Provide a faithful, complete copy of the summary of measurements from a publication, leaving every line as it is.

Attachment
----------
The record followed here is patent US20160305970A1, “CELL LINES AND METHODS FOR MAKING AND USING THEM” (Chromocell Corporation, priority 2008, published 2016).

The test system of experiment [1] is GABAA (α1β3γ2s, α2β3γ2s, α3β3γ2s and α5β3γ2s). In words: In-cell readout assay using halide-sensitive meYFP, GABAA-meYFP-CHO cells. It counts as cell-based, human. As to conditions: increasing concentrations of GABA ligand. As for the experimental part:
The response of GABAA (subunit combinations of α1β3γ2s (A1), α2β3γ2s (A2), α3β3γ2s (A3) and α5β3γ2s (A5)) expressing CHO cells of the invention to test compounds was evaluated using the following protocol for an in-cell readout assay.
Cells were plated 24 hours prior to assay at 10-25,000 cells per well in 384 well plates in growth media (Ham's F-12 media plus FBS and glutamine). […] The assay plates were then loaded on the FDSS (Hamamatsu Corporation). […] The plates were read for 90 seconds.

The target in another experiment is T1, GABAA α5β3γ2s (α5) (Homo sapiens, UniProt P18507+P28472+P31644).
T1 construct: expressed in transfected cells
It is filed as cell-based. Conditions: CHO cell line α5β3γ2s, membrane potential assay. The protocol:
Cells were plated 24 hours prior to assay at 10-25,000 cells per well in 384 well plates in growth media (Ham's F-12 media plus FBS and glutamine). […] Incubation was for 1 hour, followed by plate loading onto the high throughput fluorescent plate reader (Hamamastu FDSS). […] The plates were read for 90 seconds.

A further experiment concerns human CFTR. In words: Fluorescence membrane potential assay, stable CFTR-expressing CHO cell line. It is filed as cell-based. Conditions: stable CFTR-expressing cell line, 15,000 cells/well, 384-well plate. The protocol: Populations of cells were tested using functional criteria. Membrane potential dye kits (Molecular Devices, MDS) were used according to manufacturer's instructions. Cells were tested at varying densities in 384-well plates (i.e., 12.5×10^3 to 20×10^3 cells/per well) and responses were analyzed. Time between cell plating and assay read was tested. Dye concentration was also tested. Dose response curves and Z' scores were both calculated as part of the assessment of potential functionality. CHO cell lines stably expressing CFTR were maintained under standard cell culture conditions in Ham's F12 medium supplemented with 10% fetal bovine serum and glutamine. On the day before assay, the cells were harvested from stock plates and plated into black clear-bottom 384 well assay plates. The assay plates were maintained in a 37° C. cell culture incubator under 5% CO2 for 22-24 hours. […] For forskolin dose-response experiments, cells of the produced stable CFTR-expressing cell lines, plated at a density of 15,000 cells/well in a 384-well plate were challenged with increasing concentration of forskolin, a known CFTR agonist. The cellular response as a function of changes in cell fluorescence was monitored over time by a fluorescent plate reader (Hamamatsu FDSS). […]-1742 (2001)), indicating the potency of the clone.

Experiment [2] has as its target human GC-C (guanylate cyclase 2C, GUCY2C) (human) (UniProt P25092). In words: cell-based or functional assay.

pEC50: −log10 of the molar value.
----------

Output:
The record followed here is patent US20160305970A1, “CELL LINES AND METHODS FOR MAKING AND USING THEM” (Chromocell Corporation, priority 2008, published 2016).

The test system of experiment [1] is GABAA (α1β3γ2s, α2β3γ2s, α3β3γ2s and α5β3γ2s). In words: In-cell readout assay using halide-sensitive meYFP, GABAA-meYFP-CHO cells. It counts as cell-based, human. As to conditions: increasing concentrations of GABA ligand. As for the experimental part:
The response of GABAA (subunit combinations of α1β3γ2s (A1), α2β3γ2s (A2), α3β3γ2s (A3) and α5β3γ2s (A5)) expressing CHO cells of the invention to test compounds was evaluated using the following protocol for an in-cell readout assay.
Cells were plated 24 hours prior to assay at 10-25,000 cells per well in 384 well plates in growth media (Ham's F-12 media plus FBS and glutamine). […] The assay plates were then loaded on the FDSS (Hamamatsu Corporation). […] The plates were read for 90 seconds.

The target in another experiment is T1, GABAA α5β3γ2s (α5) (Homo sapiens, UniProt P18507+P28472+P31644).
T1 construct: expressed in transfected cells
It is filed as cell-based. Conditions: CHO cell line α5β3γ2s, membrane potential assay. The protocol:
Cells were plated 24 hours prior to assay at 10-25,000 cells per well in 384 well plates in growth media (Ham's F-12 media plus FBS and glutamine). […] Incubation was for 1 hour, followed by plate loading onto the high throughput fluorescent plate reader (Hamamastu FDSS). […] The plates were read for 90 seconds.

A further experiment concerns human CFTR. In words: Fluorescence membrane potential assay, stable CFTR-expressing CHO cell line. It is filed as cell-based. Conditions: stable CFTR-expressing cell line, 15,000 cells/well, 384-well plate. The protocol: Populations of cells were tested using functional criteria. Membrane potential dye kits (Molecular Devices, MDS) were used according to manufacturer's instructions. Cells were tested at varying densities in 384-well plates (i.e., 12.5×10^3 to 20×10^3 cells/per well) and responses were analyzed. Time between cell plating and assay read was tested. Dye concentration was also tested. Dose response curves and Z' scores were both calculated as part of the assessment of potential functionality. CHO cell lines stably expressing CFTR were maintained under standard cell culture conditions in Ham's F12 medium supplemented with 10% fetal bovine serum and glutamine. On the day before assay, the cells were harvested from stock plates and plated into black clear-bottom 384 well assay plates. The assay plates were maintained in a 37° C. cell culture incubator under 5% CO2 for 22-24 hours. […] For forskolin dose-response experiments, cells of the produced stable CFTR-expressing cell lines, plated at a density of 15,000 cells/well in a 384-well plate were challenged with increasing concentration of forskolin, a known CFTR agonist. The cellular response as a function of changes in cell fluorescence was monitored over time by a fluorescent plate reader (Hamamatsu FDSS). […]-1742 (2001)), indicating the potency of the clone.

Experiment [2] has as its target human GC-C (guanylate cyclase 2C, GUCY2C) (human) (UniProt P25092). In words: cell-based or functional assay.

pEC50: −log10 of the molar value.